From May 17-21, 2021, APSIA hosted the fifth annual Diversity Forum Workshop for Advisors. More than 40 advisors from 37 institutions attended.
Recordings from the week can be found on APSIA’s YouTube page.
Created in 2017, the Diversity Forum seeks to inspire students and young professionals – and those who counsel them – to seek out careers in international affairs. The series particularly focuses on students who are traditionally underrepresented in the field.
Advisors from across the United States registered for the 2021 workshops, including those from Alabama State, Alcorn State, Arkansas State, Bethune-Cookman, CSU Channel Islands, Coppin State, Edward Waters College, Florida A&M, Jackson State, Lehman College, Mesa Community College, Mississippi Valley State, Morgan State, Navajo Technical University, New Mexico State, North Carolina A&T, Saint Paul College, San Diego State, Savannah State, Siena College, Southern Methodist, Universidad del Sagrado Corazón (PR), University of Alaska Southeast, University of Arizona, UC Davis, UC Santa Barbara, University of Central Florida, University of Texas, Austin, University of Texas, San Antonio, University of the Virgin Islands, Valencia College, Western New Mexico University, and Winston-Salem State.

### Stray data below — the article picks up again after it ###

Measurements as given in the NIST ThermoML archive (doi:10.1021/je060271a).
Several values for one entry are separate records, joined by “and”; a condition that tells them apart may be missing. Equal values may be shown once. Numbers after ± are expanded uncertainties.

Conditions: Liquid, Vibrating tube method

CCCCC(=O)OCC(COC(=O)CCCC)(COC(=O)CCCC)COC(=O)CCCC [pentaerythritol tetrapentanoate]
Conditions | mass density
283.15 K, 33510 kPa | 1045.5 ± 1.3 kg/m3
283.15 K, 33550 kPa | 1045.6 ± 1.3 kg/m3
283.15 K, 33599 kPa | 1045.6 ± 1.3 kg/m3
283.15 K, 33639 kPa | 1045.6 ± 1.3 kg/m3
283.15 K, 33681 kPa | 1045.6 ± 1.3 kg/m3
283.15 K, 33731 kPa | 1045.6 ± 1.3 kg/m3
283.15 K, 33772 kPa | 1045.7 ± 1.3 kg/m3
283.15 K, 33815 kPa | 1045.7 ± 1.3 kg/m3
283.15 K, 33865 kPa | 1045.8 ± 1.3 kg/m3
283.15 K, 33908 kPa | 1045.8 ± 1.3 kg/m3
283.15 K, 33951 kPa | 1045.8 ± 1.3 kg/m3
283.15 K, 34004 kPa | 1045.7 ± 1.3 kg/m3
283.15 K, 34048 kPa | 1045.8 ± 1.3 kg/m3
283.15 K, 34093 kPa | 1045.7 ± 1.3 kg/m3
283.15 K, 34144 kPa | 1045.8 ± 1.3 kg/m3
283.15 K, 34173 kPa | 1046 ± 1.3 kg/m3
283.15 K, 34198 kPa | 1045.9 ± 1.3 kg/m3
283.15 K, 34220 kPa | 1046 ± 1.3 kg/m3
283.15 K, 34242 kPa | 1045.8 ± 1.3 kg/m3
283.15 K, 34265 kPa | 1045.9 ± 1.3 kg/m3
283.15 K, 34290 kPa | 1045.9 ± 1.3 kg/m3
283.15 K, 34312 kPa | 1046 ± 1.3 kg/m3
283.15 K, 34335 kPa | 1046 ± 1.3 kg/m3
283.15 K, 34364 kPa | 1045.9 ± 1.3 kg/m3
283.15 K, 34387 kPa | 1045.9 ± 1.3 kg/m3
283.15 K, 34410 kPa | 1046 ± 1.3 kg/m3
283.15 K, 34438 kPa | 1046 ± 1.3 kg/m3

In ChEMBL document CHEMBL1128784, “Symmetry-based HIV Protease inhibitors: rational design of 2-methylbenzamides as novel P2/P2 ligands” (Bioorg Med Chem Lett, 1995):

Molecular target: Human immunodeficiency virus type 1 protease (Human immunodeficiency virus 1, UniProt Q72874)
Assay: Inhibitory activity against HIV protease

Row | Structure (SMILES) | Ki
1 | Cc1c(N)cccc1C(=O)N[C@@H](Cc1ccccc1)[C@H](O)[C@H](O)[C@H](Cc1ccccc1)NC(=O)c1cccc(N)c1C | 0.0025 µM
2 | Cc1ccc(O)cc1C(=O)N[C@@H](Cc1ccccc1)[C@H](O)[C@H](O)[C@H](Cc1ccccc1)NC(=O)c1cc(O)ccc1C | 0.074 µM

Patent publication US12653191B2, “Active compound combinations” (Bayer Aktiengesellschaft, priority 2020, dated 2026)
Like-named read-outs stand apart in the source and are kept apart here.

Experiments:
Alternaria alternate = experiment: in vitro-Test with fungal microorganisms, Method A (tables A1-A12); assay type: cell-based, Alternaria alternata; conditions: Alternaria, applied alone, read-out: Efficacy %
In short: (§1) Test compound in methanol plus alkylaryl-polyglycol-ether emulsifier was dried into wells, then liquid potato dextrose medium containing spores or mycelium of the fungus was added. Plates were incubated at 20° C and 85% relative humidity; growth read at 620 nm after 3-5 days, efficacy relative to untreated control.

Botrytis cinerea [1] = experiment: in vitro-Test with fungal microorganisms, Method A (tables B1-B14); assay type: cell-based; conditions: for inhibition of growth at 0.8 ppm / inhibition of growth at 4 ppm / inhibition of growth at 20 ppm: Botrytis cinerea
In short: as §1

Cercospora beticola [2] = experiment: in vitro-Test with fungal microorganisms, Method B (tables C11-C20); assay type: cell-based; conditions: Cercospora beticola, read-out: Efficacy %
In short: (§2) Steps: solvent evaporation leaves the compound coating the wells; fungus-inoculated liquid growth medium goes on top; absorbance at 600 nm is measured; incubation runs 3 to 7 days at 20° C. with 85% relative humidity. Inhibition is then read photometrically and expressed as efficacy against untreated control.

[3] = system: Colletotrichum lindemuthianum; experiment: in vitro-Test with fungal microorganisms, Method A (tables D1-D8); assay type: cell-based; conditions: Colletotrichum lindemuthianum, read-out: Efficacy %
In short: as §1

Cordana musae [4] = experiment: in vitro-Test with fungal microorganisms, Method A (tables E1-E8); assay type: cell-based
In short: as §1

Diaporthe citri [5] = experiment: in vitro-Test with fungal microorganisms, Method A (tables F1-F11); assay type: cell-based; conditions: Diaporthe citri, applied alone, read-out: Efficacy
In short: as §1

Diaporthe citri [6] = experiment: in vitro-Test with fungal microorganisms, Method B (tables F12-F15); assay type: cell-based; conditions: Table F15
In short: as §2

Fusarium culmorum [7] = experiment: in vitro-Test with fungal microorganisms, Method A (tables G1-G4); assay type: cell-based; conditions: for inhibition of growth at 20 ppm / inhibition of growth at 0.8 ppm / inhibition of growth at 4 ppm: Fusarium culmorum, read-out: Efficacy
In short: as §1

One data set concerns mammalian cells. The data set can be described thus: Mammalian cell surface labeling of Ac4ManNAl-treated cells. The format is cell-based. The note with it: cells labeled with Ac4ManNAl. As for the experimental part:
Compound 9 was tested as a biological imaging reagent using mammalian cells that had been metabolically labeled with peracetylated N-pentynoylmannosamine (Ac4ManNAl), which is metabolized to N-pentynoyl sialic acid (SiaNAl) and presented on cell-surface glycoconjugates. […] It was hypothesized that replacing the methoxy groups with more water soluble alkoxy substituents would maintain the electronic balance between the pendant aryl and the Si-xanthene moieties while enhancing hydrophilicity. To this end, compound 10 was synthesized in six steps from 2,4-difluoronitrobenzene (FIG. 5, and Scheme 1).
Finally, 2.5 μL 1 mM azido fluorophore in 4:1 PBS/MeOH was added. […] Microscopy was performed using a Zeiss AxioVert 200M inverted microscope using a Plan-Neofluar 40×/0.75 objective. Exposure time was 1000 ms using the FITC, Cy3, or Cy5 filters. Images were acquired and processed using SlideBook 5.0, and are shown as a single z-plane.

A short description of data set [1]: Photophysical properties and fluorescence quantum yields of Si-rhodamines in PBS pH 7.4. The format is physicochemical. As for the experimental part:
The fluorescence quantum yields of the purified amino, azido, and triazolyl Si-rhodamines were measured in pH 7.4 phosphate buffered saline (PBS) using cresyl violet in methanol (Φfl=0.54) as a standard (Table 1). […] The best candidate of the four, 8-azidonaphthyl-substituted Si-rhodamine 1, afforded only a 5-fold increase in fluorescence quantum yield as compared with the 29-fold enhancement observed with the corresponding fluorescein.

On Monday, May 17, Reesha Patel, an Associate with McLarty Associates, moderated the advisors’ introduction to careers in international affairs. Attendees heard from alumni Amy Donhauser, Senior Program Manager at We Care Solar, Alden Hartopo, Senior Associate in the McLarty Associates’ Asia Practice, Sid Ravishankar, Staff Director for the US House Committee on Foreign Affairs, and Evania Robles, a Program Analyst in the US Agency for International Development Bureau for Resilience and Food Security.
Speakers emphasized the need for effective communication skills, especially “brief, direct writing.” They encouraged advisors to build up students’ research, teamwork, and leadership experience. Students need to be comfortable building relationships (networking). Alumni also suggested ways to build critical skills, such as virtual internships, on-campus organizations, free online courses, or doing research with a professor. Students should worry less about what they think employers want to see. “Any experience that can be translated to meet skills sought by employers,” they said.